Meath agrees. "What it reminds me of is when something awesome is happening and your neurotic friend would be like, 'Oh my god, I want to remember this forever,'" she said. "And that's when you get to say, 'We're here! Don't worry about it!'"
Speaking as a fan who takes at least a few photos at every concert I see, it's probably unfair to linger on this point. People will enjoy live entertainment in whatever way they choose. But at least half of the 45 minutes I spend on the phone with Meath and Sanborn is spent talking exclusively about this topic, likely because it feeds into larger issues about how we engage with culture and the way we share what we feel we own. Or, to quote comedian Hannibal Buress, "You don't get to see what I see except for when you're looking at pictures of me seeing that shit!"
"I do kind of worry that we're turning every experience into something that is only a real experience once it's been validated by people who weren't there," Sanborn said. "But at the same time, I don't know what it's like to be 19 right now."
There's also the fact that Sylvan Esso make electronic music, so, in my head at least, a conversation about smartphones totally fits the mood. Then there's reality, which reinforces that though Sylvan Esso's music plinks and bloops, it thematically aims higher than merely singing about the usage of modern devices. Their songs rail against catcalling and offer meta-commentary on the state of music-industry gatekeepers, and the new album's opener is literally called "Sound" (not to be confused with "Song," which comes later). It's a neat trick, presenting a concept and the musical representation of that concept, then dismantling it — and often reassembling it — in the skeleton of a three-minute pop song. And then making an entire album that way.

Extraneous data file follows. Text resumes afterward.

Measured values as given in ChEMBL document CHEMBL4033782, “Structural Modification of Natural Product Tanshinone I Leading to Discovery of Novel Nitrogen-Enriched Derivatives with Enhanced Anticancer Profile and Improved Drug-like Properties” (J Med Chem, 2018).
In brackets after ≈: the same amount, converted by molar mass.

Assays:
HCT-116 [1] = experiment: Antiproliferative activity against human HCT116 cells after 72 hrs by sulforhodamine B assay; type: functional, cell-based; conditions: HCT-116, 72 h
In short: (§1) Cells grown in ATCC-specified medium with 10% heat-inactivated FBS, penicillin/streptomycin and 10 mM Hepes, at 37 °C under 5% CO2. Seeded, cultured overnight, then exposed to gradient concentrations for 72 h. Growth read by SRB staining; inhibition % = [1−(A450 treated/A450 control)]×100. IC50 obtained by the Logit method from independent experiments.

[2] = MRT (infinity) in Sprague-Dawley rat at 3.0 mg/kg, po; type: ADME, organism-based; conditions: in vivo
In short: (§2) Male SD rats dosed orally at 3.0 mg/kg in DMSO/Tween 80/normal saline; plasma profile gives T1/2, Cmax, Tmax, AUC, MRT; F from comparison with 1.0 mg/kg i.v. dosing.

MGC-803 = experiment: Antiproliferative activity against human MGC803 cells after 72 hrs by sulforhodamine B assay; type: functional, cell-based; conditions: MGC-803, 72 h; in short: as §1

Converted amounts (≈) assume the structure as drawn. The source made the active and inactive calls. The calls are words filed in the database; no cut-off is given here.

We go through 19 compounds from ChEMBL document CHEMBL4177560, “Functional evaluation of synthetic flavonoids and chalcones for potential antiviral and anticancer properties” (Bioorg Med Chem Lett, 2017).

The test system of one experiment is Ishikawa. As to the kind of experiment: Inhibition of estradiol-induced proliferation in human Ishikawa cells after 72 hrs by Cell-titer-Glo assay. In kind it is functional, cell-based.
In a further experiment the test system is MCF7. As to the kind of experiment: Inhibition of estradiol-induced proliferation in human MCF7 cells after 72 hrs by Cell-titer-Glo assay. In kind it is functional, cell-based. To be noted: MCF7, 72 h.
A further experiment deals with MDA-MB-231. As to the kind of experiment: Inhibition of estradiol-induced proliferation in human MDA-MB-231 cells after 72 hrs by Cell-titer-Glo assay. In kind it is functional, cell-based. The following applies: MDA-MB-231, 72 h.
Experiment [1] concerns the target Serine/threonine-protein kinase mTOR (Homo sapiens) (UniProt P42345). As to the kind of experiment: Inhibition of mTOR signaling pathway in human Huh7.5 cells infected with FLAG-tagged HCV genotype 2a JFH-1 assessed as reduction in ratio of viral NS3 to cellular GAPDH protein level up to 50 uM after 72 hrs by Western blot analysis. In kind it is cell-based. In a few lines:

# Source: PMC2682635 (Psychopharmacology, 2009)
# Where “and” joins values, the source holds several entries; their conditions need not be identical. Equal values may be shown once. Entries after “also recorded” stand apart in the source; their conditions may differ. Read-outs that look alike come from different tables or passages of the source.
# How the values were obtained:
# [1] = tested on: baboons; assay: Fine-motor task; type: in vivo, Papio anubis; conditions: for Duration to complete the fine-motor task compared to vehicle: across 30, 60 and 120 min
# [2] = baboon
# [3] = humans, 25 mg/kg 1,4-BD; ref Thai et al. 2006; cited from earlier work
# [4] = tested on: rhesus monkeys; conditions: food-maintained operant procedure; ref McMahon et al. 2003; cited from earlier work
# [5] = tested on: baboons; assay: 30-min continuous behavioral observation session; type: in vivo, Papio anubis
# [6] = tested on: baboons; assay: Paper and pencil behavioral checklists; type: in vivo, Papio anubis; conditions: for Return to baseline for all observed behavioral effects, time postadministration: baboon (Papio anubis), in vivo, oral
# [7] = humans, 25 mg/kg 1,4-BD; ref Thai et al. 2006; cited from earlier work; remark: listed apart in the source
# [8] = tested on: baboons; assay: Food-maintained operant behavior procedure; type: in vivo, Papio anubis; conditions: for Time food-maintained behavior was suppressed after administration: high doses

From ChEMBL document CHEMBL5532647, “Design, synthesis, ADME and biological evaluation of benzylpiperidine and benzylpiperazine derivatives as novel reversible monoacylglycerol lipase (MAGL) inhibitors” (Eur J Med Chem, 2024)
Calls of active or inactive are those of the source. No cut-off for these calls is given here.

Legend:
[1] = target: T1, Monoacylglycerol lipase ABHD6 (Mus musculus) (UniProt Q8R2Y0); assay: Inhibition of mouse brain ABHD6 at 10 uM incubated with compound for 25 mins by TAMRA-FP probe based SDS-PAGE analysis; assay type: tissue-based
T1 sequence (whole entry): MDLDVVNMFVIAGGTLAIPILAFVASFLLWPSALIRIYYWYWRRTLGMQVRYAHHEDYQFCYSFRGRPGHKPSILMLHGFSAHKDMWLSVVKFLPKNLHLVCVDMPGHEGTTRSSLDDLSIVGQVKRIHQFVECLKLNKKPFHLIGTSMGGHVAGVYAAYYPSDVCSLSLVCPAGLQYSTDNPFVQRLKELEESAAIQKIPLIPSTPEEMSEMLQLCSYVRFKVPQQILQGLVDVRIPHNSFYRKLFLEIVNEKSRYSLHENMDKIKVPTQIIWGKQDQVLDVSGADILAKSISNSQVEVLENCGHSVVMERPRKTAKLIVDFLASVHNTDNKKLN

"For [2014's Sylvan Esso album], it was mostly Nick in a room and me in a room, and then we could come together for half a day, but we were mostly working apart. For this, every time we were working on beats, I would be there," Meath said. "We'd be working together and talking about sound and feel. Mostly the energetic structure of songs and finding the right sounds for that, so each sound is leading to the song finding its climax and ending."
What Now delivers 10 songs fashioned like this, with specific sounds exploding with metaphors as fertile as those found in Meath's lyrical wordplay. On "Radio," a frenetic dance pulse helps the song race against itself, gunning toward its allotted three-and-a-half-minute runtime; unpack the cluttered refrain of "Kick Jump Twist," an otherwise minimal dance number, and you'll discover textures that fit each of its three title verbs. In creating this world of sound, Sanborn said he's externalizing the noise he finds within.
"The thing I get most excited about is finding new ways of generating things, finding new ways of making sounds no one's ever made before that really feel like me," he said. The rest just needs to be heard — headphones recommended.